4 is the first composite number, and it is 2 squared. 4 = 1 x 4 or 2 x 2. Factors of 4: 1, 2, 4. Prime factorization: 4 = 2 x 2, which can also be written 4 = 2².

Since √4 = 2, a whole number, 4 is a perfect square.

When 4 is a clue in the FIND THE FACTORS puzzles, the factors might be 1 and 4 or they might be 2 and 2.

—————————————————————–

Seventeen years ago, when my daughter was learning the multiplication facts, I came across a rhyme that taught one fact:

5, 6, 7, 8……….56 is 7 times 8.

Coincidentally,

1, 2, 3, 4……….I know twelve is 3 times 4.

3 x 4 = 12 isn’t as difficult to remember as 7 x 8 = 56. Still I find it fun to notice the relationship between counting to eight and these two multiplication facts. I enjoyed the rhymes mentioned in my 10/31/2013 post, and I have found yet another site with rhymes for learning the multiplication facts. Two rhymes similar to these 12 and 56 counting rhymes were even included! The site is : http://www.teacherweb.com/NY/Quogue/MrsLevy/MULTIPLICATION-RHYMES.pdf

Some children have no problem memorizing number facts, but for some children, a rhyme makes learning the facts more fun and much easier. Even though I already know all of the basic multiplication facts, I am going to memorize these rhymes simply because I personally enjoy them. I also know I will have at least one opportunity every week to share them with someone trying to memorize the facts: Already when a student asks me, “what’s 7 x 8?” I always answer in rhyme.

Besides the two rhymes listed above, my favorites are:

Times One: Mirror, mirror look and see, it’s the other number, not me. |

Times Zero: Zero is always the hero |

Six times six / Magic tricks / Abracadabra / thirty-six |

A tree on skates fell on the floor / Three times eight is twenty-four. |

A 4 by 4 is a big machine, Iʼm going to get one when Iʼm 16. |

This week I even wrote one myself: Twelve times twelve / Is a dozen dozen / A gross one forty-four / Just ask my cousin.

When a very young child loves a rhyme, he or she will want to hear it over and over again. Mother Goose rhymes have been enriching lives for years. Being able to fully comprehend what the rhyme is about isn’t necessary at first so even preschoolers can be introduced to these rhymes.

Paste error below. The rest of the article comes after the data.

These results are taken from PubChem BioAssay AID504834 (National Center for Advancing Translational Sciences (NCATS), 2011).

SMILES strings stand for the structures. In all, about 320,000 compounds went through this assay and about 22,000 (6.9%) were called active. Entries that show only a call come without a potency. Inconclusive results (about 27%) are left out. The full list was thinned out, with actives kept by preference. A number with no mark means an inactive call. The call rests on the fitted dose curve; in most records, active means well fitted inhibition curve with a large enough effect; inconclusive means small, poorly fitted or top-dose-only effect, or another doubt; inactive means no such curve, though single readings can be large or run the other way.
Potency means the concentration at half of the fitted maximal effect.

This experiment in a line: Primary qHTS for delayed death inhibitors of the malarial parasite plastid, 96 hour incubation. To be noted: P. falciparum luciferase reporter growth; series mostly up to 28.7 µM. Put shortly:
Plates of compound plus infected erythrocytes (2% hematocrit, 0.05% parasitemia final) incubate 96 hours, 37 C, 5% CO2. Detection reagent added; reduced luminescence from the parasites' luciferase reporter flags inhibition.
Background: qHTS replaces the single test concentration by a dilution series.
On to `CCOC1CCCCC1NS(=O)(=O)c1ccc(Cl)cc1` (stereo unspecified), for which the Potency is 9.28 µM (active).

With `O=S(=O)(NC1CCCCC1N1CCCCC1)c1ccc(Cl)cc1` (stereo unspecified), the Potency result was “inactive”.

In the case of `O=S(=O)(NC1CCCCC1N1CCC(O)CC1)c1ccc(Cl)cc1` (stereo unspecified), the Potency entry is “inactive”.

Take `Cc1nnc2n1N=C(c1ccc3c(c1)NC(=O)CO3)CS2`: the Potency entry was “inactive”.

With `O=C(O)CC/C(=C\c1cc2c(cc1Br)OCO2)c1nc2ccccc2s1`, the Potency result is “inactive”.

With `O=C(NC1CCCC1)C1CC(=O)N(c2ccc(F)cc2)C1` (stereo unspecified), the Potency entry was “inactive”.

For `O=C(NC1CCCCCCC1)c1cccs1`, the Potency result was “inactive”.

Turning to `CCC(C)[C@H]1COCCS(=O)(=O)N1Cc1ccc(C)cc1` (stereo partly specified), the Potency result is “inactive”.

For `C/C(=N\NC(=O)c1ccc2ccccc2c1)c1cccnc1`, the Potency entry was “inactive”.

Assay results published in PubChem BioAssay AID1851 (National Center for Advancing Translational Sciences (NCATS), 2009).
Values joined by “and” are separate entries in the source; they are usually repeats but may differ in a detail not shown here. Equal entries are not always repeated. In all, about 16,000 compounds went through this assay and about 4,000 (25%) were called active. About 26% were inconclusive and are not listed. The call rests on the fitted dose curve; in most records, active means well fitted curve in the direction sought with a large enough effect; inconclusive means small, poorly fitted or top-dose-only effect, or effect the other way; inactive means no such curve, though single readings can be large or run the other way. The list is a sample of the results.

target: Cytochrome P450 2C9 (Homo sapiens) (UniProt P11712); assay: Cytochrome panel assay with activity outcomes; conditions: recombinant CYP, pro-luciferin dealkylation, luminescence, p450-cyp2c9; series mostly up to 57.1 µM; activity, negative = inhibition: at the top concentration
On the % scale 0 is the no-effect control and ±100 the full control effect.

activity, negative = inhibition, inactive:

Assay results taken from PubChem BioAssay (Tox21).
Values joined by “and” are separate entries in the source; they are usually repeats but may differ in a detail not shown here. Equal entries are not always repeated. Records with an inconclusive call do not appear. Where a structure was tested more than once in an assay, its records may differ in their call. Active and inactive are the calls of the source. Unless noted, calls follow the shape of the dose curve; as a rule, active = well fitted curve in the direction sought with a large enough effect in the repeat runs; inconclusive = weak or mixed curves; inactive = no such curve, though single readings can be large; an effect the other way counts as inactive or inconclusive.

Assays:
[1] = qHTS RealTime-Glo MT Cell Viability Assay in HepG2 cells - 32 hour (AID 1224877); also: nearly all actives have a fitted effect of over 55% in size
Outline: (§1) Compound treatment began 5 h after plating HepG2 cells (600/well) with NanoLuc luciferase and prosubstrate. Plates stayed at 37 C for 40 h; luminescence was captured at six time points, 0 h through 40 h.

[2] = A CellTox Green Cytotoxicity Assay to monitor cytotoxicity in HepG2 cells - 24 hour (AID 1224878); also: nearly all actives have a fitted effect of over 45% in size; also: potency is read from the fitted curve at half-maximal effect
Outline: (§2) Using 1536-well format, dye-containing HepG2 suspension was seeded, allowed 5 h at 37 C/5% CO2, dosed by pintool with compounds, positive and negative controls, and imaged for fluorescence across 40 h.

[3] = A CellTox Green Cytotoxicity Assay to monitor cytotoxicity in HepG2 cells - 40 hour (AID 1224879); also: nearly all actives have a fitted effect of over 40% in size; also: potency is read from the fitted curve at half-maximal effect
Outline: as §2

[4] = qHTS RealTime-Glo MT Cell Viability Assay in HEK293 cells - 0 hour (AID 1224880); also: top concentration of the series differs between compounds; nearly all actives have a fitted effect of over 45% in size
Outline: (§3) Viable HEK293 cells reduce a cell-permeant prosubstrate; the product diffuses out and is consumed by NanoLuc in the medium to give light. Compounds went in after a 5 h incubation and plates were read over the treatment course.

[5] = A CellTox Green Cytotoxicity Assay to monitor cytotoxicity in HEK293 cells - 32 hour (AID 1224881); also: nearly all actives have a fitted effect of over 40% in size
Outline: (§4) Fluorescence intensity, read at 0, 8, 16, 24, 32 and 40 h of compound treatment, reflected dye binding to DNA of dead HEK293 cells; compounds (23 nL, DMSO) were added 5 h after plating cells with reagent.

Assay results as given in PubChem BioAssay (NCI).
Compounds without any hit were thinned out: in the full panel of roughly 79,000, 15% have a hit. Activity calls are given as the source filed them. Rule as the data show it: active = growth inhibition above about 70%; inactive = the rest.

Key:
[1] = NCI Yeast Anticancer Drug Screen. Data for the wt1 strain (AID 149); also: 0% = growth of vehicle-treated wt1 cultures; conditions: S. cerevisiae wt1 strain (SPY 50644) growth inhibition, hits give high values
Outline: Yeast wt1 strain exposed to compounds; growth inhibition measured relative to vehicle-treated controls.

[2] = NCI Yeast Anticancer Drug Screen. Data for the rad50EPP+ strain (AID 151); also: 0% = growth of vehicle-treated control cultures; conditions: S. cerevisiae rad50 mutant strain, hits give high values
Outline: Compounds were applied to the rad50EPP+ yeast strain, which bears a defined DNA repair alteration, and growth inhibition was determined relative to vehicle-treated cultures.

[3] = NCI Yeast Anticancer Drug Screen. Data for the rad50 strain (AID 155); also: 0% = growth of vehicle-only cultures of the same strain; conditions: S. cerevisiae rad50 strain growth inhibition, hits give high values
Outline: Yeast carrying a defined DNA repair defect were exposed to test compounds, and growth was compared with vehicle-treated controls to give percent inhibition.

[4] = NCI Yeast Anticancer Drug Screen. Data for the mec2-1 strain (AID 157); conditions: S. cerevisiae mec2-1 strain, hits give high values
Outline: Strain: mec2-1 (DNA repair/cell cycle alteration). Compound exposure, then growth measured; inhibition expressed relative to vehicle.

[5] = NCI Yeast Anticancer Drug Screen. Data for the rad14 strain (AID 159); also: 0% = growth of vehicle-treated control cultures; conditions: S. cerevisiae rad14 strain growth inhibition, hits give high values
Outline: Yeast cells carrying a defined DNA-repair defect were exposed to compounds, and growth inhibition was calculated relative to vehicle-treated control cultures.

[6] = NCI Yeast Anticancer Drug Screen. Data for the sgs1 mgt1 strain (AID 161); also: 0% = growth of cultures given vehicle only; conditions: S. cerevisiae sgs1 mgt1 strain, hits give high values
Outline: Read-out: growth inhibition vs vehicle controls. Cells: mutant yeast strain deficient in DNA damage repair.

Robin Liner writes a blog (crazygoodreaders.wordpress.com) that discusses reading and dyslexia. On October 5, 2013 , she wrote Rhythm and Rhyme: A Phonological Power Tool. She wrote, “Rhymes provide** subconscious clues.**” That means someone is more likely to get an answer right when that answer rhymes with the question. What a fun and powerful way to learn!

Much of what she wrote not only applies to learning to read but also to learning math, science, history, ……. anything.

Twice a week I put 6 new puzzles in an excel file that is attached to this blog. The puzzles can be solved using logic and knowledge of the multiplication table. Here is one of the puzzles I created this week.

Click on this link, 12 Factors 2013-11-07, for more puzzles and the previous week’s solutions. How do you solve the puzzles? Place the numbers 1 – 12 in both the top row and the first column so that those numbers are the factors of the given clues.

**Contents**hide

###### Related articles

- Rhythm and Rhyme: A Phonological Power Tool (crazygoodreaders.wordpress.com)
- Mother Goose Stays Nimble (readaloudsforallchildren.wordpress.com)

Update: I like the idea of using rhymes to learn multiplication facts so much that I compiled my own list:

Reblogged this on Crazy Good Readers DIGEST and commented:

Quite often children who are dyslexic struggle with math as well as reading. If your child has trouble memorizing basic math facts check out this article as well as the accompanying Blog, “Find the Factors”. And consider telling your child that even Albert Einstein had trouble remembering basic math facts.